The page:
The Fallacy of the Assumed Premise

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Published:
January 11, 2019

Jesus did not let religious or secular cultural norms cloud what was truly worthwhile. He embodied an expansive gospel. Sometimes, this debunked what false conservatives idolized. Jesus made room for the meaningful new by sifting out the irrelevant dross. Conservatives, in the best sense, preserve the core. Perception, experience, science, and history all flow in a way that brings a person on a journey of truth that unfolds in the context of scripture and a faith community. Which parts should a conservative fight to conserve?

People familiar with the OJ Simpson criminal trial might remember a reasoning error called the fallacy of the assumed premise. In reference to the bloody leather gloves, defense attorney Johnnie Cochran said, “If it doesn’t fit, you must acquit.” The gloves didn’t, and the jury did. The asserted premise was incorrect — the gloves may have shrunk or OJ’s joints might have been swollen because he had skipped his arthritis medication. The jury, mesmerized by Cochran’s catchy phrase, likely made the wrong decision and allowed a murderer to be exonerated.

This essay examines the proposition that the key premise of Genesis 1 is that the creation of humanity was the pinnacle of creation. After all, the creation of man evoked God’s declaration that it was not merely good, but “very good.” Next, the story states that God created Sabbath as a sign of His commitment to humanity. An anthropological prioritizing view of Genesis 1 leads to a different vein than a Sabbath prioritizing view.

Recently, our church adopted a brand promise: “We can help you understand the Bible to find freedom, healing and hope in Jesus.

The Spectrum commenting community had a hearty discussion on the merits of the statement. One way to apply it would be as follows:

1. If, the main purpose of the SDA church is to be a community where humanity can flourish through discipleship and Bible study…

2. Then, by keeping Sabbath we emphasize the truth in Genesis 1 that tells of God’s joy and celebration in creating humanity in His image and we gratefully honor His promise of a weekly convocation…

3. And, as Revelation 14 implores us to honor the Creator at the end time, we fulfill the mandate by honoring and respecting the dignity of humans and nurturing this Jesus-infused quest for freedom, healing, and hope. This is true Creator worship. “Babylon has fallen” refers to a system which denigrates any person or persons. Seventh-day Sabbath observance is a witness against Constantinian coercion.

Here is another way to look at assumed premises in Genesis 1:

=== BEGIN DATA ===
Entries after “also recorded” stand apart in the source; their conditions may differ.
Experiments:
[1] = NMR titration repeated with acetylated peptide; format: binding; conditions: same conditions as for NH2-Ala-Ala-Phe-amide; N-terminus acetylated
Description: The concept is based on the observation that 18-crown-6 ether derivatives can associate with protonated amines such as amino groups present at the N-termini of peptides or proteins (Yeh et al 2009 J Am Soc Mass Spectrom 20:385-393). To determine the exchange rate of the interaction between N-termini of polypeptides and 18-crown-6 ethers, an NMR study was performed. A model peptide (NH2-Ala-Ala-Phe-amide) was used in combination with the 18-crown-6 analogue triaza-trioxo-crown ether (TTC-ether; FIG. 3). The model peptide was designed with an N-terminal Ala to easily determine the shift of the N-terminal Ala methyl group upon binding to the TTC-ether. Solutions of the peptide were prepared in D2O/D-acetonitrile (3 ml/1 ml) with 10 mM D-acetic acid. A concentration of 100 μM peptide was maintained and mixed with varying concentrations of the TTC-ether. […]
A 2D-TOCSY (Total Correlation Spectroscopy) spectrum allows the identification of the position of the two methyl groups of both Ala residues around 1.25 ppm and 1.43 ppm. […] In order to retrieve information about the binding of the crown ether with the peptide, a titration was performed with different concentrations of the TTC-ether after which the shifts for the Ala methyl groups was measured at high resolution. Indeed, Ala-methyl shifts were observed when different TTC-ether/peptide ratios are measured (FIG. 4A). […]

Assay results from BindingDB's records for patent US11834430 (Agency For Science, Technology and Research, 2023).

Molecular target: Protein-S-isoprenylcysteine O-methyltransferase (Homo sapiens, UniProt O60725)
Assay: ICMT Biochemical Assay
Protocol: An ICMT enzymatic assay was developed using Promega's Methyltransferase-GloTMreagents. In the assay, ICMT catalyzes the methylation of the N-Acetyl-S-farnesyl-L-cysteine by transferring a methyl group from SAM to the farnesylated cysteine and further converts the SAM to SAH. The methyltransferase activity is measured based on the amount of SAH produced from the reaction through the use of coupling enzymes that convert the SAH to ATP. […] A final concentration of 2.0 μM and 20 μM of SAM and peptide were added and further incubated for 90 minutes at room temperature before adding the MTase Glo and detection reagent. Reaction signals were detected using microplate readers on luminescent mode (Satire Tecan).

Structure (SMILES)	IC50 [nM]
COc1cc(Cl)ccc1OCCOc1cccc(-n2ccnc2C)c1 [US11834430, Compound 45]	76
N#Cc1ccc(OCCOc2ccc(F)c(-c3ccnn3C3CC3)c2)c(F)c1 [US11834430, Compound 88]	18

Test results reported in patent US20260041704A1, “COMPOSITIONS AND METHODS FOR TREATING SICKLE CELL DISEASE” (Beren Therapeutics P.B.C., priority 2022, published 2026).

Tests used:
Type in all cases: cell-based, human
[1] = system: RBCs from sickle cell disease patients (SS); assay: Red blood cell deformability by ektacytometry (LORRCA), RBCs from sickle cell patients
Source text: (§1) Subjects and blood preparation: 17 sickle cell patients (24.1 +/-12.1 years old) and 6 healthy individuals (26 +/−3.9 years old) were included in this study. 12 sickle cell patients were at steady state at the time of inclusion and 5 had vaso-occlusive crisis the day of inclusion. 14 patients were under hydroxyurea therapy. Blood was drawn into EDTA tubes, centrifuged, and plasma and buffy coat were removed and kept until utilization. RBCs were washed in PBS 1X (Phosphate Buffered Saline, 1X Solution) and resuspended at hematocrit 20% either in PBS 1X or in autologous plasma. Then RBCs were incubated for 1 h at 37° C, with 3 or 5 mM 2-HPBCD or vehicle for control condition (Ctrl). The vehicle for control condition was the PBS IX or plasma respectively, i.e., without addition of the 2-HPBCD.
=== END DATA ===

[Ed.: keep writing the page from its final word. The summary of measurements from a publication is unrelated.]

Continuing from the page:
All humans, as creatures made in the image of God, are worthy of love and respect. This aligns with Jesus’ parable of sheep and goats in Matthew 25, which describes the activities of God’s people prior to the Second Coming. At the judgment, God knows the people who have cared for the forgotten.

Biologists, physicists, astronomers, and geneticists experience a cognitive dissonance that could be allayed if the church were to choose to emphasize a larger meaning of Sabbath. Some strands in the larger meaning could include Sabbath as freedom (Deuteronomy 5) or Sabbath as a sign of God’s commitment (see Sigve Tonstad’s book The Lost Meaning of the Seventh Day) or Sabbath as a protest against Constantinian influence over Christianity. Will remnant group behavior be characterized by a propositional protest against a tide of evil (evolutionary theory) that threatens to wash over a literal, plain meaning of Genesis 1? Is this conservative stand against science grounded in the right space?

Focusing only on literal seven-day creation minimizes a broader application of Revelation 14. To ignore the task of nurturing humanity is to ignore the values of Creator God. This is breaking the third commandment since it, in effect, is taking the Lord’s name in vain. In addition, the Adventist community would be in a healthier state if we used Revelation 14 in the more expansive way that emphasizes honoring the Creator by nurturing dignity of those who He has created in His image.

The name “Seventh-day Adventist” implies a distinctive message. Members are willing to be part of a minority, counter-cultural group because of a belief that there is a wave of present truth and transformative capacity in the denomination. What is the essence of this mission? Let’s be honest. In the last 100 years, our tribe has been so engrossed in protesting evolution and tooting our own horn on the right day that we missed the opportunity to protest racism, gender injustice, child abuse, and genocides (over a dozen by some counts). Since Sister White passed away we have grown to a group of 20 million people, but might it be wise to erase any triumphalism? Perhaps, fear of “becoming political” stilted the church’s witness during the 20th century. When one considers the meaning of the creation story in Genesis, is it possible that Seventh-day Adventists are emphasizing the wrong part?